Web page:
Building your VO expertise shouldn’t stop when you leave class. Here are three tips for practicing your VO performance!
1. Learn the art of paraphrasing.
Being an excellent voice actor means you know how to get to the heart of the copy writer’s message. We turn written word into spoken word and make it sound natural. In order to do that, we need to understand what the heck it is we’re talkin’ about!
Sure, we want to tell a great nuanced story, work our exceptional mic technique, and be mindful of how we ‘sound’, but are you ever guilty of focusing too much on how your voice sounds and overlooking the key points the writer is making? (We’ve all done it!)
Remember in school, when your teacher asked you to summarize a book or a chapter in your own words? Paraphrasing, baby! As a voice actor, it’s critical to be able to understand the general message of the copy well enough that you can put it in your own words in a sentence or two—well enough that you can paraphrase it!
To paraphrase a script, ask yourself these questions: What’s the main objective of this script? What’s the big idea(s) the writer wants to drive home?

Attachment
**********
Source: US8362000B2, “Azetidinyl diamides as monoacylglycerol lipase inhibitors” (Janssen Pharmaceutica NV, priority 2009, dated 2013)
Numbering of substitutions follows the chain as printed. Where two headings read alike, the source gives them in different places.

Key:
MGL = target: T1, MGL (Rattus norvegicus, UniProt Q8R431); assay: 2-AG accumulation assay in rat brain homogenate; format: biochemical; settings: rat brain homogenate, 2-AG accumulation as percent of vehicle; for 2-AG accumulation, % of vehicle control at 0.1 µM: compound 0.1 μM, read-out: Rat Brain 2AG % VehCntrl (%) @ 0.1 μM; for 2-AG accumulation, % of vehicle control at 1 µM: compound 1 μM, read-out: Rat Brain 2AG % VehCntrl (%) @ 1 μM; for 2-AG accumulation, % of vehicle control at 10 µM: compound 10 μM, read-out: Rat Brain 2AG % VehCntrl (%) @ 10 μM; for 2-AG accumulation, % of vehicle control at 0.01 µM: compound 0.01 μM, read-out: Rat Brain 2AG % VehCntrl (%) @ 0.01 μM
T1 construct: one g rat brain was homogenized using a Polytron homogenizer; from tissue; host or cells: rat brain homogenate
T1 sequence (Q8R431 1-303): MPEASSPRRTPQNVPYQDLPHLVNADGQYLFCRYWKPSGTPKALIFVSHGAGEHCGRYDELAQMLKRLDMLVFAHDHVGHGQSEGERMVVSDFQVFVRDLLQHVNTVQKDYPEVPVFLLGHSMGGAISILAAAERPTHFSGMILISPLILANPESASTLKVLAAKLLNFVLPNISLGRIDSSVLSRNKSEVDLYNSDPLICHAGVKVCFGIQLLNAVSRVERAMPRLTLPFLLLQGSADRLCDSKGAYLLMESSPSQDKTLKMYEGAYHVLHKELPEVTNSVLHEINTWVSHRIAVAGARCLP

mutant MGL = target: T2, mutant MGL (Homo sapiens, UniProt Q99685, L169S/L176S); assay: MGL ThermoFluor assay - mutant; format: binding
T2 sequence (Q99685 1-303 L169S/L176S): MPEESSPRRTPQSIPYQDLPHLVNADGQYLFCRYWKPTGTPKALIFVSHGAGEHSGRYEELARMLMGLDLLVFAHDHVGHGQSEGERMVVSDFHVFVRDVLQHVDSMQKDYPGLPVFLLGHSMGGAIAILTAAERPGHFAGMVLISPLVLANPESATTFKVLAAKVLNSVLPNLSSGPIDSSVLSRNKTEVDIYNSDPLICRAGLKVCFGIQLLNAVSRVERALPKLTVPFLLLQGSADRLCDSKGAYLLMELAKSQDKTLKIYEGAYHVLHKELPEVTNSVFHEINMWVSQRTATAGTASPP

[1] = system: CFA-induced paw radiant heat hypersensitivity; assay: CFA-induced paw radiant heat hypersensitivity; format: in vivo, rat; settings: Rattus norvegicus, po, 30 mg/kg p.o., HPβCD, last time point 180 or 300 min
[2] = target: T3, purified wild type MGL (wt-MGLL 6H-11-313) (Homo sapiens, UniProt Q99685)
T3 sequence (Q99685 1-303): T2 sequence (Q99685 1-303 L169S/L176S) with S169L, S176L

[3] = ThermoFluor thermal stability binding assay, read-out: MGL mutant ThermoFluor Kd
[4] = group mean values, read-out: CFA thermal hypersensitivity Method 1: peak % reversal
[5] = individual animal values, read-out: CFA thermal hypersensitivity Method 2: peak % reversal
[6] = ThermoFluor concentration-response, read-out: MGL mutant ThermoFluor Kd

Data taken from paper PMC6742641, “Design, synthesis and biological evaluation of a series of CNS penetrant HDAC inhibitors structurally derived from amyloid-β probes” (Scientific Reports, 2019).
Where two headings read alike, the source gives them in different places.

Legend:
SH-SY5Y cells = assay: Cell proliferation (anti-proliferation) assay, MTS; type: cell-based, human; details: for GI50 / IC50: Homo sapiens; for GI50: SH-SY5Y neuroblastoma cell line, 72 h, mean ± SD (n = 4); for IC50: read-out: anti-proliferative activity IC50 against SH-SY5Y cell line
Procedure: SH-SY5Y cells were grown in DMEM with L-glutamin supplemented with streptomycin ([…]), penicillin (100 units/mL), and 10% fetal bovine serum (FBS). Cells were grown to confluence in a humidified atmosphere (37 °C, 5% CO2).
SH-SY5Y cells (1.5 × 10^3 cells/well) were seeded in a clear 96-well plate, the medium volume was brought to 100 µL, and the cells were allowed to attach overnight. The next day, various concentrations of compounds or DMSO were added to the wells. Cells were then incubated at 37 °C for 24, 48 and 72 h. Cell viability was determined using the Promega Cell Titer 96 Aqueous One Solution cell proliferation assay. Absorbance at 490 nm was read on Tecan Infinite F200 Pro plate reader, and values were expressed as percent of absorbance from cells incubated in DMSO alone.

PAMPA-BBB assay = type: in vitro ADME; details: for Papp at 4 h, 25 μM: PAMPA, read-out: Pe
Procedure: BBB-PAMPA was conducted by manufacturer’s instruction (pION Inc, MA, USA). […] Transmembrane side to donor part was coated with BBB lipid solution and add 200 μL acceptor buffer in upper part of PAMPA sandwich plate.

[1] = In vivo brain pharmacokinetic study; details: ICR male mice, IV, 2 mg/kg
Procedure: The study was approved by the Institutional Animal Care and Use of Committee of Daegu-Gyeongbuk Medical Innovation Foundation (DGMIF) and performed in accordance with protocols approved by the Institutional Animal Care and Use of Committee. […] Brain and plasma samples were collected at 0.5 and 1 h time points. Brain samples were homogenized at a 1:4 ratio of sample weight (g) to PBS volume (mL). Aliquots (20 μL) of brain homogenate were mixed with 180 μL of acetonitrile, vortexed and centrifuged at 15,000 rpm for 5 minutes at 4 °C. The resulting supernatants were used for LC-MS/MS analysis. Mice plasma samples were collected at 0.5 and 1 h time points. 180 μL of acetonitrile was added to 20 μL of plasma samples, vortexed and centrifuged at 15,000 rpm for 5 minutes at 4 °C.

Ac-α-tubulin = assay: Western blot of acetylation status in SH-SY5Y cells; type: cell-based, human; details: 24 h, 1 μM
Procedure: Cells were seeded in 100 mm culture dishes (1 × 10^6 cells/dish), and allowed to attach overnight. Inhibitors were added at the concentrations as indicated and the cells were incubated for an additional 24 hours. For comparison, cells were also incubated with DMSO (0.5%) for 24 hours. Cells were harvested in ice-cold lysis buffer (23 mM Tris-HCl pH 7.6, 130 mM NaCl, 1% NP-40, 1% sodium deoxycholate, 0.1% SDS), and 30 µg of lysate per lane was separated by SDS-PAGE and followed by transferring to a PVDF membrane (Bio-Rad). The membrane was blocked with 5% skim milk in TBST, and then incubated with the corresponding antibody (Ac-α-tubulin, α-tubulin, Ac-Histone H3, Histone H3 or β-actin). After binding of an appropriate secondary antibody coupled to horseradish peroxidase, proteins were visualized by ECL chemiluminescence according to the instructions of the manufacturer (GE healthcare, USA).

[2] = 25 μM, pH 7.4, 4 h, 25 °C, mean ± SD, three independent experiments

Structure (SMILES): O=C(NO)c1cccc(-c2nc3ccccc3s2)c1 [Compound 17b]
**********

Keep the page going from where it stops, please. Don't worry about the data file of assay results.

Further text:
Then, flip the script over (so you can’t see it—no cheating!) and then say, in your own words, out loud, the general message that the writer is communicating. If you can’t say it in your own words yet, read it again until you can…
Boom! You did it!
Next, quickly flip the script back over and begin reading your script again out loud. What do you know? It sounds way more conversational and less announcer-y or read-y.
When you put the copy in your own words, you tap into a more conversational YOU. And that’s what producers want—you!
2. Fall in love with lead-ins.
Another great benefit to paraphrasing scripts is that you can use paraphrasing as a lead-in.
What’s a lead-in? A lead-in is an unscripted word or phrase you say right before you start reading a script. I describe it as a little performance “trampoline” you can use to bounce into your actual “script-reading.”
Holy cow does it help! It’s a miracle worker. Why is that? Well, when you start reading without a lead-in, sometimes it takes a sentence or two of reading before you find your stride or momentum—before you settle in to that script. If you add a lead-in, by the time you get to the first sentence of the script, you’ll nail it. This is super important, because do you know what the most important sentence of the script is?
You guessed it! The first sentence! How your first sentence lands on the ear will dictate whether or not that casting director or client will continue listening.
(Now, do me and yourself a favor and rock that read all the way through, but if you’re gonna stress over any part of an audition… make it the very first sentence. First impressions count!)